Yet they would be in vain were it not for the greatness of the result. As the Preface continues a little later, ‘Furthermore, I believed that my greatest labour should be devoted to seeking a beautiful simplicity.’ That is a perfectly justified aspiration, though in a sense far more open to question; it perhaps holds the key, or at least a key, to the hold that Gluck’s musical drama continues to exert upon us. One can hardly help but think of Johann Joachim Winckelmann’s Classicism at the same time: his lauding of the Apollo Belvedere, for instance. Winckelmann’s ‘Noble simplicity and calm greatness’, or Gluck-Calzabigi’s ‘beautiful simplicity’, which in whatever form is anything but simplistic, and which enters into an extraordinary alchemy with the drama, serves to create something extending far beyond the sum of the parts: indeed a proper understanding of the Gesamtkunstwerk as something whose meaning lies beyond the merely agglomerative.

Rarely, then, does Gluck’s invention strike one as extraordinary simply as notes on the page; they often appear commonplace. Yet Attic tragedy seems once again to live: not as recreation, but as renewal, just indeed as in Wagner’s still more ambitious project. Iphigénie en Tauride, probably Gluck’s greatest work, stands as perhaps the greatest single opera between Purcell and Mozart; Schiller, no less, owned that he had never been moved by ‘such pure and beautiful music’. The rigour of the æsthetic is not absolute; even here, Gluck ‘borrows’ not only from earlier works of his own, but also from Bach’s Mass in B minor. (Handel’s operas, whatever the wonders of individual arias, are unsatisfactory on the basis of a far more fundamental dramatic flaw than borrowing.) Absolute purity would doubtless be undesirable. Yet it concentrates Gluck’s mind and ours – we might also say Gluck’s emotions and ours, for, once again in Wagnerian style, they become one – upon the drama: not, it must be stressed, to be understood as the libretto, then ‘set’ to music, but rather as a new whole, a new work, which yet again, thinking this time of Hans Sachs, seems also venerable in the best sense.  ‘Es klang so alt und war doch so neu!’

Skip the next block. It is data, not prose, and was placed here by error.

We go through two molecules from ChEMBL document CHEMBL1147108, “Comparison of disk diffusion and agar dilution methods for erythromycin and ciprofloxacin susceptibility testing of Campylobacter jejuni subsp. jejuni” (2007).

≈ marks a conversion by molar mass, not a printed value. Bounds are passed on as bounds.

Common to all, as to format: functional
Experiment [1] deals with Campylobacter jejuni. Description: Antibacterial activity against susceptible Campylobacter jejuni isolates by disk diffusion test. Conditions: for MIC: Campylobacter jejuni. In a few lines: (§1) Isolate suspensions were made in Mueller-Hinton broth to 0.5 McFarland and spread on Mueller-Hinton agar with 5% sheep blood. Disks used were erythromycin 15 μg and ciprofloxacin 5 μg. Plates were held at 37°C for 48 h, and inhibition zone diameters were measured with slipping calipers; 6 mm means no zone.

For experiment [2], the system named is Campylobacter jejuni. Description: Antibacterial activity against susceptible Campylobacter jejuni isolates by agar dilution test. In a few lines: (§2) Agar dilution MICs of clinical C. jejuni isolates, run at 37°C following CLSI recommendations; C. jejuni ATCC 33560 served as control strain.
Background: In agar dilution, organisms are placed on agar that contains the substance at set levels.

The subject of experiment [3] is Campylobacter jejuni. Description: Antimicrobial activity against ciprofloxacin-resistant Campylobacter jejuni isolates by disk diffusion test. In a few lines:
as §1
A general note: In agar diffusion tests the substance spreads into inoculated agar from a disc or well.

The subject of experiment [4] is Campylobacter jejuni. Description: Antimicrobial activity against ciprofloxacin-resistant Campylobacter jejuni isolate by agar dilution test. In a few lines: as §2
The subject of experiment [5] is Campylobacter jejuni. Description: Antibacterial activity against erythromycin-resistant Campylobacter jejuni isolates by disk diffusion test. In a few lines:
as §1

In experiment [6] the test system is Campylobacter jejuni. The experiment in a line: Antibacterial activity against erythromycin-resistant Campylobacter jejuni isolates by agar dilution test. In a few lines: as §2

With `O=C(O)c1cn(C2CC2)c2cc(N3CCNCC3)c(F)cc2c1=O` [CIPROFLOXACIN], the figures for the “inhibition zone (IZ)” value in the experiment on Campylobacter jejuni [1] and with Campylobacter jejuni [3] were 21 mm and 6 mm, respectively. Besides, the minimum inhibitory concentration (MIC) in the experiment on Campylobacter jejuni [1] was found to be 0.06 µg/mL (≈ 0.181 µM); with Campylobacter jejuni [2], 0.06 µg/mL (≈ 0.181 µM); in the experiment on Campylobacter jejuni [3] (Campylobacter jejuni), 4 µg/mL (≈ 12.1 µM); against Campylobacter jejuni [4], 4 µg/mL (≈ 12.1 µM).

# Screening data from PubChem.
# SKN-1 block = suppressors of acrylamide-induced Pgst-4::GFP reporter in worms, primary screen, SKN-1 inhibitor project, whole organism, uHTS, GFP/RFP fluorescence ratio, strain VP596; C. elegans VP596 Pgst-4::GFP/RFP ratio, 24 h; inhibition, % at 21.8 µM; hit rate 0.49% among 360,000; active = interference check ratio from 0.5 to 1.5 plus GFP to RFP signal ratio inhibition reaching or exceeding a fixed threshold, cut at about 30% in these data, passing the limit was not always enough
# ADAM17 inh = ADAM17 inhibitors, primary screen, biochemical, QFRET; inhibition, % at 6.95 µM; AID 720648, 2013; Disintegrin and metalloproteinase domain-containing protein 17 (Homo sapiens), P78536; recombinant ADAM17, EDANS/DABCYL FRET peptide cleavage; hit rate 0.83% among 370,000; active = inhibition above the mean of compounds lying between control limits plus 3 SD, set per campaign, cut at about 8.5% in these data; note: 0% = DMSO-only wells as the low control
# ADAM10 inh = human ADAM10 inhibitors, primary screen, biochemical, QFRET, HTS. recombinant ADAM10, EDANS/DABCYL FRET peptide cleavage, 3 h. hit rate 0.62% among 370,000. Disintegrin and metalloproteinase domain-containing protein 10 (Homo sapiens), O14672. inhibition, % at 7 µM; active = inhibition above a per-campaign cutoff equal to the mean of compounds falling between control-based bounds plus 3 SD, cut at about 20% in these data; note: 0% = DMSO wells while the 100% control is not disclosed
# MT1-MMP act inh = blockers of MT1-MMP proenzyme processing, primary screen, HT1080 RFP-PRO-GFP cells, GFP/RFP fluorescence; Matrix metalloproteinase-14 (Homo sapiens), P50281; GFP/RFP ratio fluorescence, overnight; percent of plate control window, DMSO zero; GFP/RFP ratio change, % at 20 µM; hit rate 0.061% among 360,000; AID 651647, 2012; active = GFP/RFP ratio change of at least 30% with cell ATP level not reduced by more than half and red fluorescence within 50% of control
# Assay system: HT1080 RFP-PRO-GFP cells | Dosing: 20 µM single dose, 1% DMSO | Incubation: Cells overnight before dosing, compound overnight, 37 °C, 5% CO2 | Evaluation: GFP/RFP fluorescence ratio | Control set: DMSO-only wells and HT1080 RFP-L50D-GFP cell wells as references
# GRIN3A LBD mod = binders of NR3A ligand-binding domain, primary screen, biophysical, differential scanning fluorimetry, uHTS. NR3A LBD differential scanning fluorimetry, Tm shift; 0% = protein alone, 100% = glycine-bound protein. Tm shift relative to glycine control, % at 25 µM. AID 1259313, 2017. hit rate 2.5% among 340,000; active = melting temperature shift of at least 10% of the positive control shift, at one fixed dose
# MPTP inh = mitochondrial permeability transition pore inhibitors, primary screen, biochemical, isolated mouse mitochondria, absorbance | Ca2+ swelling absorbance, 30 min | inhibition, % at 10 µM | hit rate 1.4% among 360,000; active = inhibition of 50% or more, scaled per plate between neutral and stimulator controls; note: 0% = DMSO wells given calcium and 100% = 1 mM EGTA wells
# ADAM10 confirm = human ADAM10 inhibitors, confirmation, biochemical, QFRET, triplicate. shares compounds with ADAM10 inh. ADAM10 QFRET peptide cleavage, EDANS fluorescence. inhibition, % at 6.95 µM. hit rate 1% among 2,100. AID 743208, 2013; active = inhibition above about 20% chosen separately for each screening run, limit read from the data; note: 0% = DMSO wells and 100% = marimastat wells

Gluck’s radicalism, as that might suggest, is not merely recreative. Listen, for instance, to the orchestral storm at the opening of the second Iphigénie opera (following the minuet, ‘Le calme’). Both real and representative of the heroine’s inner demons, it almost beckons an age of psychoanalysis. Its orchestration born of a lavish French tradition – above all, Rameau – the tempest climaxes as Iphigénie, joined by her priestesses, implores the gods to aid them. Gluck not only sets the scene for the drama – as, in the Alceste preface, he had said it should – but plunges us right into it. Louis Petit de Bachaumount wrote, in his Mémoires secrets, of the premiere: ‘The opera was much applauded; it is a new genre. It is really a tragedy … in the Greek style.’